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Rick Schryer

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Taking place in the industrial revolution in England, Brass immerses the players in the role of budding Industrial giants. Individual businesses, transportation networks, and personal fortunes rise and fall as England races towards modernization. As the modern age dawns, the player who has best laid the groundwork of a vast business empire will ride into the future with vast sums of money, winning the game.

From the winning condition of the game, it is important to note that the winning condition isn’t necessarily having the most money, taking this out of the genre of a pure economic game. Rather, the purpose of the game is to have the largest industrial footprint on the map, to be the most influential tycoon. Preparing for the future is the theme which carries the game forward. This theme is driven in not only by the winning condition, but through the idea of two “ages” in the game, the loan system, and the importance of balancing an empire on the point of disaster to emerge stronger down the road.

Mechanically, cards drive Brass. This might be a critical flaw for players that cannot stand an element of chance in a 2-3 hour heavy strategic game, and I will warn those players away from this game. For those who do not mind this so much, it adds a great amount of re-playability a game which might otherwise be too rigid to be interesting. The cards drive the central actions of the game which are:

– Establish an industry
– Take a loan
– Develop towards more advanced industries
– Ship cotton
– Build canals/rails

These actions are taken by playing a card, two per turn. Most of which are in a player’s hand at the beginning of each of the two ages (canal and rail). These cards, not money, are the real currency of the game to experienced players. Once an action is taken, a new card is drawn until the deck is exhausted, at which point no further loans may be taken. Remaining cards are then played until none are left, advancing the game to the next age or ending the game. Without getting into too much detail, each card imposes limits on where an industry may be established. This makes forward-planning and hand management a critical aspect of the game; players must tactically react to opportunities which arise through game-play, but largely adhering to a strategy is necessary to do well. To allow opportunistic play, two cards may be played to take any action, ignoring limitations.

To establish a business, a player has two options:

– Play a card of the city the new business is to be established in.
– Play a card of the specific industry in any city only if the player’s transportation network is connected to it.

These limitations of what businesses can be established and where are the source of the hand management in the game. Useful cards must be coveted, while others may be dumped on all other actions. Further, the map of England has limitations, as seen on the icons on the map, of what types of businesses may be established in each city, and how many of each. Finally, businesses must be paid for with cash and connected resources (iron and coal).

Once a business is established, it must establish itself in the existing economy and become profitable before it advances a player towards victory. Cotton must be shipped to either the foreign market or in the local ports. Ports must establish regular clients from the cotton industry. Coal mines and iron works must establish customers which use the resources they provide. Successfully maturing a business will provide a player with extra income and victory points.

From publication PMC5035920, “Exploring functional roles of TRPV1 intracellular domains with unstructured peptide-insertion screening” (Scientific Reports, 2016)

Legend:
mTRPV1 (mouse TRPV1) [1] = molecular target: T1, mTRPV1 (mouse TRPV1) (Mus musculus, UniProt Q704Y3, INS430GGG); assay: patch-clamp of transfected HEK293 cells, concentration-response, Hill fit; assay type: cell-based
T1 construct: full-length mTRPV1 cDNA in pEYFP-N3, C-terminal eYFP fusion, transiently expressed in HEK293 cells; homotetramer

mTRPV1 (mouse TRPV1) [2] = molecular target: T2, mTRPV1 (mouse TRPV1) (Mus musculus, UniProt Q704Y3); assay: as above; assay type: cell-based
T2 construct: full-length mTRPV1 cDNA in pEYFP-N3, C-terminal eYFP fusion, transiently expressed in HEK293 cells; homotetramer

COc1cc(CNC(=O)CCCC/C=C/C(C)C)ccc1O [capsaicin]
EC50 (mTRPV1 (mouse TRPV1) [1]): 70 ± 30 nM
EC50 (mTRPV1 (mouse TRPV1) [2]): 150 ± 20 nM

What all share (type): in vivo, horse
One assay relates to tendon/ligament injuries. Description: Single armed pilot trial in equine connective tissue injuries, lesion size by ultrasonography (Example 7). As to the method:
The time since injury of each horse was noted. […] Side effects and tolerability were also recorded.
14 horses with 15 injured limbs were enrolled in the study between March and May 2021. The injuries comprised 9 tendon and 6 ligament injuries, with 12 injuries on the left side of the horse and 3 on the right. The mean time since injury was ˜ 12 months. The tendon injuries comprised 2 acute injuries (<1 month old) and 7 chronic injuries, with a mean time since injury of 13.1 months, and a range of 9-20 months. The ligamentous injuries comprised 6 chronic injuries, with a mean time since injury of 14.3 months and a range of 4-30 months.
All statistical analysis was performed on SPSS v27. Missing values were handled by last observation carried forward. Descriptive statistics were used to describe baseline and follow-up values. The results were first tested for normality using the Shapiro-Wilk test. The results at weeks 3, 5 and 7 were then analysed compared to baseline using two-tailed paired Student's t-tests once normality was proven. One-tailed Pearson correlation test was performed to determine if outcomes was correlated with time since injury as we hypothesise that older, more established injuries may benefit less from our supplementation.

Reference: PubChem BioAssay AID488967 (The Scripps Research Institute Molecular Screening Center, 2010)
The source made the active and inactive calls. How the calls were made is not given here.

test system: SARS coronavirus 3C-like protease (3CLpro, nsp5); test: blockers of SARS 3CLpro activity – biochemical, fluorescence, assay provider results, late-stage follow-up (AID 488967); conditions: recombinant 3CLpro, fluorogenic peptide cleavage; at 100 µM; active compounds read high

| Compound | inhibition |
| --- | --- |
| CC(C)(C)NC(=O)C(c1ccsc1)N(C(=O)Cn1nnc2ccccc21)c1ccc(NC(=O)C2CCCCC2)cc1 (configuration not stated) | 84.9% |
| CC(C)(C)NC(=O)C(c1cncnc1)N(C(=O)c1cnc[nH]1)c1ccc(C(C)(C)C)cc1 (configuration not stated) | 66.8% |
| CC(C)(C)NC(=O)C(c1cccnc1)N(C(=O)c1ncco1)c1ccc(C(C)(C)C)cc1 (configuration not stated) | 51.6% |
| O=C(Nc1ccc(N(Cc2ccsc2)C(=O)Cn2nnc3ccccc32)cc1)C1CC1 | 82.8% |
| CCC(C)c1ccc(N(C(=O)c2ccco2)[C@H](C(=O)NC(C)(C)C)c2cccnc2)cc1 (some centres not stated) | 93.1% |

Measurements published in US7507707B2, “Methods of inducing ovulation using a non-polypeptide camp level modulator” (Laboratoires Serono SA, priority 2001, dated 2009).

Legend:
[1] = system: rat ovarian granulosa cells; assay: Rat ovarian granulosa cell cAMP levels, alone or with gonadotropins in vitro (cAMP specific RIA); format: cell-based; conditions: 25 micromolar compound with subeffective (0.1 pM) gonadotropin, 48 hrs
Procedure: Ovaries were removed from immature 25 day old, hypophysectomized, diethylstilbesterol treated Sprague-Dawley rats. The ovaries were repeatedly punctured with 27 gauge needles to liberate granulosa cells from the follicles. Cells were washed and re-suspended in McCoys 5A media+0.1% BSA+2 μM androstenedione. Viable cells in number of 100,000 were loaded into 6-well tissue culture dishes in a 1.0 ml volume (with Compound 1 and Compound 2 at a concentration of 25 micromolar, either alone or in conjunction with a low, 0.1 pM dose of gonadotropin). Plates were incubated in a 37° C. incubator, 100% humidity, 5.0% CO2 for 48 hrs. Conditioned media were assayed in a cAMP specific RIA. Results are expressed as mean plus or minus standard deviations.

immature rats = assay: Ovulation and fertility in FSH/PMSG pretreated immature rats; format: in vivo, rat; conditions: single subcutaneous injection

Finally, transportation networks connect these industries, opening the means to ship goods to potential clients. Cotton and coal cannot travel outside of their source city without a player having invested in the infrastructure to move it in large quantity. Iron, because it represents a one-shot building expenditure rather than a constant series of shipments, does not suffer the same limitation and may move freely about the map.

I mentioned before that the game has two ages. Once the beginning canal phase is completed, all canals are removed from the game, as are obsolete businesses. More advanced businesses remain on the board, setting the terrain for the second age to begin. Wise players will have prepared themselves for this transition and quickly extend vast rail networks. Still others may have created several coal mines at the end of the canal age to provide these rail tycoons (or themselves) with the means to create a rail empire.

Through the mechanisms of establishing industries, building infrastructure, and establishing profit, the players will create a functioning economy. The players will both compete and cooperate by finding niches in the supply and demand cycles that arise. If other players are competing in cotton mills, for instance, a player may wish to invest in ports to provide a means for them to ship their products. It’s this interaction that makes Brass great.

While this is hardly an exhaustive list of the rules of Brass, it provides enough framework to get a general idea of how the game flows. The historical immersion of Brass is surprisingly rich as players witness the interactions of their business empires creating a living, breathing economy. By finding niches, seizing opportunities, interacting with competitors, and sticking to his guns, a player will find themselves on top.

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